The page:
Humanitarian aid to Syria still a problem, despite Security Council's approval

The first U.N. convoy carrying aid from Turkey into Syria was halted on Friday, less than 24 hours after the long-awaited humanitarian mission began, with one aid official blaming "administrative hurdles" thrown up by the Syrian government.

The convoy only became possible last month after the U.N. Security Council reached a rare moment of unity on Syria, calling on all sides to provide humanitarian access.

Eight out of a total of 79 trucks carrying medicine, food and bedding to civilians in the Kurdish city of Qamishli were able to cross before the delay, as co-ordinators sought permission from the Syrian government to clear customs during the Syrian weekend, the United Nations said.

"We have overall agreement from the Syrian government but today it's the weekend and the Syrian part of the border is closed," U.N. regional humanitarian coordinator Nigel Fisher said.

"Thursday was Mother's Day - a public holiday in Syria so the government sent a special letter to customs to open the border and we are working to see if the same would be possible on Saturday but movement on Friday is very unlikely," he said.

Aid organisations have until now resorted to expensive and limited air drops to deliver aid, but agencies including WFP, UNHCR and WHO are hoping the convoy can bring vital supplies to more than 50,000 people.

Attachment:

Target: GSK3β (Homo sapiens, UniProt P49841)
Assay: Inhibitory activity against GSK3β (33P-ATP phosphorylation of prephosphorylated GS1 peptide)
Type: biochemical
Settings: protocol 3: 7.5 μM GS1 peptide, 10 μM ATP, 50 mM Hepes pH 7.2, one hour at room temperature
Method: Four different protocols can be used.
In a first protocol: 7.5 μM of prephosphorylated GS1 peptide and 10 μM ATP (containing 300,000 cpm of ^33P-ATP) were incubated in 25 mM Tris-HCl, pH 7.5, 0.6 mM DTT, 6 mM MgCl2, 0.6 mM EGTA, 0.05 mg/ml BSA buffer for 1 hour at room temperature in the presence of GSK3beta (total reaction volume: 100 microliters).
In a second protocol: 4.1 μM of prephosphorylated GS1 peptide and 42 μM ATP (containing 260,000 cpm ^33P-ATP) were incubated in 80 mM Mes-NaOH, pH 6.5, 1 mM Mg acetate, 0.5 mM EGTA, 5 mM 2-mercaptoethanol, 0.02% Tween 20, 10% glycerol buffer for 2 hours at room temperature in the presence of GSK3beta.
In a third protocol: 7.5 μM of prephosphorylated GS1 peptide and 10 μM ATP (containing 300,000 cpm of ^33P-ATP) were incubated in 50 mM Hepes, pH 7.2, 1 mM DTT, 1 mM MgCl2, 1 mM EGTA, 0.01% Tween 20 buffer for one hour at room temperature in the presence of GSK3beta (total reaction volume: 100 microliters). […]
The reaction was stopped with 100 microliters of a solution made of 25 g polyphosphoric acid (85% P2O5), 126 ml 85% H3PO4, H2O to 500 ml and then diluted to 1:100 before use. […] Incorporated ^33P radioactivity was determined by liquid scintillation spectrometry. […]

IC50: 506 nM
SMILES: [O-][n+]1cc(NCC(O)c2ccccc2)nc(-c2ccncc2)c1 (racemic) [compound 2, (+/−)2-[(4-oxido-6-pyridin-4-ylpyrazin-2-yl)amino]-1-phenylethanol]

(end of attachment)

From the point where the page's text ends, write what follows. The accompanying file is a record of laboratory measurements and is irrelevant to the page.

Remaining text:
The blockage is a reminder of the difficulties reaching the estimated 9.3 million people in Syria in need of help. One western aid official accused the Syrian government of hampering efforts to deliver aid.

"The regime will use all sorts of hurdles to delay things. The Security Council resolution calls for free and unhindered access. With these administrative hurdles it is not free and unhindered," he said, asking not to be identified.

He also questioned the U.N.'s strategy of seeking daily permission to get the aid moving. "It may have been better to apply for blanket access ... What we need are continuous pipelines and this does not address that."

Western officials and Syrian residents have also expressed concern that those in rebel-held areas won't benefit from the supplies, due to be distributed by partners of the Syrian government. Syrian authorities were not immediately available for comment.

U.N. Secretary-General Ban Ki-moon is expected to report to the Security Council within 30 days of the adoption of the resolution, and "further steps in the case of non-compliance," could be considered, according to last month's resolution.

However diplomats say it is unlikely that Russia or China would support sanctions against Damascus.

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